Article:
The Pupil Premium Grant (PPG) is additional funding to school from the Local Authority based on the number of pupils in year groups reception to year 11, who are:
Recorded as eligible for free school meals, or have been recorded as eligible at any point in the last 6 years (FSM Ever 6).
Your child may be able to get free school meals if you get any of the following:
income-based Jobseeker's Allowance
income-related Employment and Support Allowance
support under Part VI of the Immigration and Asylum Act 1999
the guaranteed element of Pension Credit
Child Tax Credit (provided you're not also entitled to Working Tax Credit and have an annual gross income of no more than £16,190)
Working Tax Credit run-on - paid for 4 weeks after you stop qualifying for Working Tax Credit
Universal Credit - if your household income is less than £7,400 a year (after tax and not including any benefits you get)
This can be applied for online using the following link:
Previously looked-after children (PLAC): pupils who were looked after by an English or Welsh local authority immediately before being adopted, or who left local authority care on a special guardianship order or child arrangements order (previously known as a residence order).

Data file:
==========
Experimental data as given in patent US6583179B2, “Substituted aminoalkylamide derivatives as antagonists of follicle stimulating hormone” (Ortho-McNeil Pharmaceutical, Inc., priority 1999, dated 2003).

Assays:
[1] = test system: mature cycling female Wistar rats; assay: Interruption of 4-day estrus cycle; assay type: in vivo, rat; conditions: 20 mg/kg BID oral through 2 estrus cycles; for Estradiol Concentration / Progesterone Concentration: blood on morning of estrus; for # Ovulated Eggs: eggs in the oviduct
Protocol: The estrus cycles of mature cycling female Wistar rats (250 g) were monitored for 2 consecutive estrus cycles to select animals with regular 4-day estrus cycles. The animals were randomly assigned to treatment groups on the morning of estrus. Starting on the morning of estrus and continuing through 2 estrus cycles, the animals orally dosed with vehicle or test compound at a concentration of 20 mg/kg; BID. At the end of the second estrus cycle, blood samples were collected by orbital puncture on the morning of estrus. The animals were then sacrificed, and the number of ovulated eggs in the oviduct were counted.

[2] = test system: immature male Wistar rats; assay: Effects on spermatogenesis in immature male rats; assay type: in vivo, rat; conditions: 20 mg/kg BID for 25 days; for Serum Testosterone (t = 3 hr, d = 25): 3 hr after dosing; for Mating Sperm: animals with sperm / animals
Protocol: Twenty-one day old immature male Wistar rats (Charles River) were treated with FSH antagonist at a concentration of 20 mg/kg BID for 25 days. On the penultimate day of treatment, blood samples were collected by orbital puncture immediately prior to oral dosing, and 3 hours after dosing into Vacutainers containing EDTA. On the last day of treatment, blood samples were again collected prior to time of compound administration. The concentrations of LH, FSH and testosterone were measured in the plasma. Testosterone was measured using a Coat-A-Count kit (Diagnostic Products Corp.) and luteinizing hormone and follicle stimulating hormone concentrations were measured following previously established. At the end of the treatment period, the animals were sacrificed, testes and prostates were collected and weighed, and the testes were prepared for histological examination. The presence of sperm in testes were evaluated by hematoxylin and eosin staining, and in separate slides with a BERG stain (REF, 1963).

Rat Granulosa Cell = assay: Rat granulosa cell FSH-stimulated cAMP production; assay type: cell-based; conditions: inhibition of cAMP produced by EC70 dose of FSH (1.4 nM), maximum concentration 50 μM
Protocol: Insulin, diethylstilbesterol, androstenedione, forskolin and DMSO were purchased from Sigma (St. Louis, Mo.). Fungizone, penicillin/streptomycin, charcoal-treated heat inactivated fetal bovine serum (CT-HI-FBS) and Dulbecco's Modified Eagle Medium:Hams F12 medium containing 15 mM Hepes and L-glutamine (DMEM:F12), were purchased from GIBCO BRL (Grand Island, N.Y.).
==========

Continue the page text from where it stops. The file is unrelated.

Looked-after children (LAC) supported by the authority. LAC are defined in the Children Act 1989 as one who is in the care of, or provided with accommodation by an English local authority.
The PPG can be spent:
- for the benefit of pupils registered at the school that receives it
- for the benefit of pupils registered at other maintained schools or academies
- on community services whose provision furthers the benefit of pupils at the school.
Schools must use PPG funding for the purpose of raising the educational attainment of PLAC, LAC and pupils who are eligible for FSM Ever 6.
In line with the 3-tiered approach in EEF’s pupil premium guide, activities must be those that:
- support the quality of teaching, such as staff professional development;
- provide targeted academic support, such as tutoring; and
- tackle non-academic barriers to academic success, such as attendance, behaviour and social and emotional support
Children of service families in school years reception to year 11, can receive the SPP funding
The SPP is there for schools to provide mainly pastoral support for service children, whereas the pupil premium (PPG) was introduced to raise attainment and accelerate progress within disadvantaged groups. Schools should not combine SPP with the main PP funding and the spending of each premium should be accounted for separately and is detailed below: